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If you import from China, this may be relevant.

Frank H.

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This is another policy that makes my blood boil! I know that there are more important issues, however, this one is painful for my business. A friend and I did a lot of research on a niche and found ten products that we took risks on and made a lot of innovations on. We ordered many samples and it took us a lot of time and energy to innovate the products. Now we have to import from other countries because the labor costs are too expensive in North America.
 

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This is raising taxes. Pure and simple.

Not sure why Republicans cheer him on and Democrats get mad. I am never in favor of the government seizing money out of the economy.

And for what? What is that money going to go to? Not American manufacturing jobs. Just the black hole.
 

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This is raising taxes. Pure and simple.

Not sure why Republicans cheer him on and Democrats get mad. I am never in favor of the government seizing money out of the economy.

And for what? What is that money going to go to? Not American manufacturing jobs. Just the black hole.
It's negotiation and game theory at its finest.

China wants to wait off closer to the election to figure out whether or not Trump is getting re-elected. Meanwhile Trump is forcing them to make a decision now. Either they take the deal that he's offering, or they risk being screwed for 5 more years assuming he wins in 2020.

Personally, I'm 100% behind the tariffs. China will cave before the U.S. (Trump) does.


An individual whose opinion I admire on the topic is Marty Davis from Cambria. Essentially, his main point is like all economists, that economics supports free trade. However, you cannot have free trade without fair trade (lack of subsidies, excess of government loans, free electricity, currency manipulation, etc.).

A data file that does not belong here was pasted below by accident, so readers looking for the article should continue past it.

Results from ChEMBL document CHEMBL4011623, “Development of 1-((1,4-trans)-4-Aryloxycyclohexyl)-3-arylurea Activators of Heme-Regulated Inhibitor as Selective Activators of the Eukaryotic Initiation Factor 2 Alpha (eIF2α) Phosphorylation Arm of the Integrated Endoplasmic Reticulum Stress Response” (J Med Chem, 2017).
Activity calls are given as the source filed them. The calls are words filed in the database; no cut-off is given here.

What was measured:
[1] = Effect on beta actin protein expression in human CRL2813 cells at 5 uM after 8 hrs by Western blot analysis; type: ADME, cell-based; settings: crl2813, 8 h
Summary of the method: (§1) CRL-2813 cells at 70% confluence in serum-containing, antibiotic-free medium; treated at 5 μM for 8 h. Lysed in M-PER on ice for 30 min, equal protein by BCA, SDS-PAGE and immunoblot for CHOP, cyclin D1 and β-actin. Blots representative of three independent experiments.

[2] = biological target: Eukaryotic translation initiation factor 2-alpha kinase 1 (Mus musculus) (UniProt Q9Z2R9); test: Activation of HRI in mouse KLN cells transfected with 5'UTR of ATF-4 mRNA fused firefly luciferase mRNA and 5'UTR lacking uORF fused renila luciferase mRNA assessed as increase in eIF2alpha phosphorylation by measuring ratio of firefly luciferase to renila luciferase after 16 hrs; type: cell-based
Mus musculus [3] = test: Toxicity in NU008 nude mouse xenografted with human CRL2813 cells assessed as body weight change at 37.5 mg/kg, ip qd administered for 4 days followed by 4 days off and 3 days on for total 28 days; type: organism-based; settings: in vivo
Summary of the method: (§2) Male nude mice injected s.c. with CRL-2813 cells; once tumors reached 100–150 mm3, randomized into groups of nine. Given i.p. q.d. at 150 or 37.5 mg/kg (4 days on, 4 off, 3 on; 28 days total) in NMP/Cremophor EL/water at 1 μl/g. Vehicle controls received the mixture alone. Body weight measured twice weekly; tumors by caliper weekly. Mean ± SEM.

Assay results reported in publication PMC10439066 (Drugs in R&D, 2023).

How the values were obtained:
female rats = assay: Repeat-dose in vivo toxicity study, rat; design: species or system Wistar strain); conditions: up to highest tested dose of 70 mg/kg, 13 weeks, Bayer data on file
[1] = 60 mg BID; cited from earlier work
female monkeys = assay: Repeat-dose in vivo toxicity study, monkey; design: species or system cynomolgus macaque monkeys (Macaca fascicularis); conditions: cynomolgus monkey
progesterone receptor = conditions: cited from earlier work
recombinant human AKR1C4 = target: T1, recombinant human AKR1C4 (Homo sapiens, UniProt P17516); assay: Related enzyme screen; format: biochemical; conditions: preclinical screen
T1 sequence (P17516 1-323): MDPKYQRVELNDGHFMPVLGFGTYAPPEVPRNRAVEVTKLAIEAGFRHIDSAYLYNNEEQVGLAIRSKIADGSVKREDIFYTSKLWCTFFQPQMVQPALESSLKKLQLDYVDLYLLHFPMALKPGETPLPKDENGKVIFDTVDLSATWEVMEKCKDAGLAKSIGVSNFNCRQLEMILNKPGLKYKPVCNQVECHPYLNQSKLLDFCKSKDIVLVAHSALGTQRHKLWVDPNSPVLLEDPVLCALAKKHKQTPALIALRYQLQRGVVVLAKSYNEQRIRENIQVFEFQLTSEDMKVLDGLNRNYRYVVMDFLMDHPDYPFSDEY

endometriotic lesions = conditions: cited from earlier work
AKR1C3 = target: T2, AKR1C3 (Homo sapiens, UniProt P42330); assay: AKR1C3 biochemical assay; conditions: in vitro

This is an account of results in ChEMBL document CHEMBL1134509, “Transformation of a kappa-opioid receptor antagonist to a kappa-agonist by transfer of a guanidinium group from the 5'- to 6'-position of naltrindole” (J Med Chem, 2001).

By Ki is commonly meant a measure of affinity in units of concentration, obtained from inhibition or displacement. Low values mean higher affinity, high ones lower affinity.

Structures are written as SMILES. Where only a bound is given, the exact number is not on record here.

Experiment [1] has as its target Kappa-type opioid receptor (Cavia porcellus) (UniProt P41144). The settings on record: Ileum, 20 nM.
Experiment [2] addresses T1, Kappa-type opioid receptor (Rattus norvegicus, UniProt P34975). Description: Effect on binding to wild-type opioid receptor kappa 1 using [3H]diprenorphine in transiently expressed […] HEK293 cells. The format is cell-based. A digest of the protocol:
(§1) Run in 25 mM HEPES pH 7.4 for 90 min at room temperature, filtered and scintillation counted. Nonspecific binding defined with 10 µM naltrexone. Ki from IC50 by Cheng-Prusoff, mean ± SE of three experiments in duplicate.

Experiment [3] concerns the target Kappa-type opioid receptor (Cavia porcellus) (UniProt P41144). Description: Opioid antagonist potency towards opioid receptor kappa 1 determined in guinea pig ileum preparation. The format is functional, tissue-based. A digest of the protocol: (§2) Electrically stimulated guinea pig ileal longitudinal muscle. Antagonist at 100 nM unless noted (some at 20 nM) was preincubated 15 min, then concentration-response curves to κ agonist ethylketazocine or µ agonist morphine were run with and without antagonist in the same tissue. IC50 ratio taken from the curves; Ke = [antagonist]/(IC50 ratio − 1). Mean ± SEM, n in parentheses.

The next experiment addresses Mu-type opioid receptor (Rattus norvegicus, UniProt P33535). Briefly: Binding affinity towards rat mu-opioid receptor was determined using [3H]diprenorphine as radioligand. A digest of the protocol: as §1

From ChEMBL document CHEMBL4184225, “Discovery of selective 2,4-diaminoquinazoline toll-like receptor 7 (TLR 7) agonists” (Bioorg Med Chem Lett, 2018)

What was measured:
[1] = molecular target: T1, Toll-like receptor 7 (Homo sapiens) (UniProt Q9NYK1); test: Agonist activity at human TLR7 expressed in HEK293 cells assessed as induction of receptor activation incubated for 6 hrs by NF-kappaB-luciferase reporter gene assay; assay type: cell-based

What Trump is doing is enforcing fair trade in order to allow for free trade. Tariffs are an enforcement tool, and Trump is using it as such.

These tariffs are really low risk, really high reward in terms of getting China to do what the U.S. wants.
 
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AgainstAllOdds

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This is another policy that makes my blood boil! I know that there are more important issues, however, this one is painful for my business. A friend and I did a lot of research on a niche and found ten products that we took risks on and made a lot of innovations on. We ordered many samples and it took us a lot of time and energy to innovate the products. Now we have to import from other countries because the labor costs are too expensive in North America.
You've positioned yourself wrong.

In my business, the Trump tariffs are going to add around $100,000 in tariffs to machinery we want to import, and affect 15% of the products we're selling.

For the other 85%, we're going to kill it. Why? Because we built a business that's not reliant on China - especially when the president has week after week said that he's going to put tariffs on China. There's individuals that source solely from China... and now they're F*cked. Meanwhile we're going to bite away at their market share bit by bit until Trump takes away the tariffs.

Note: My take is that this is a phantom trade war. The 25% tariffs won't go into effect for long.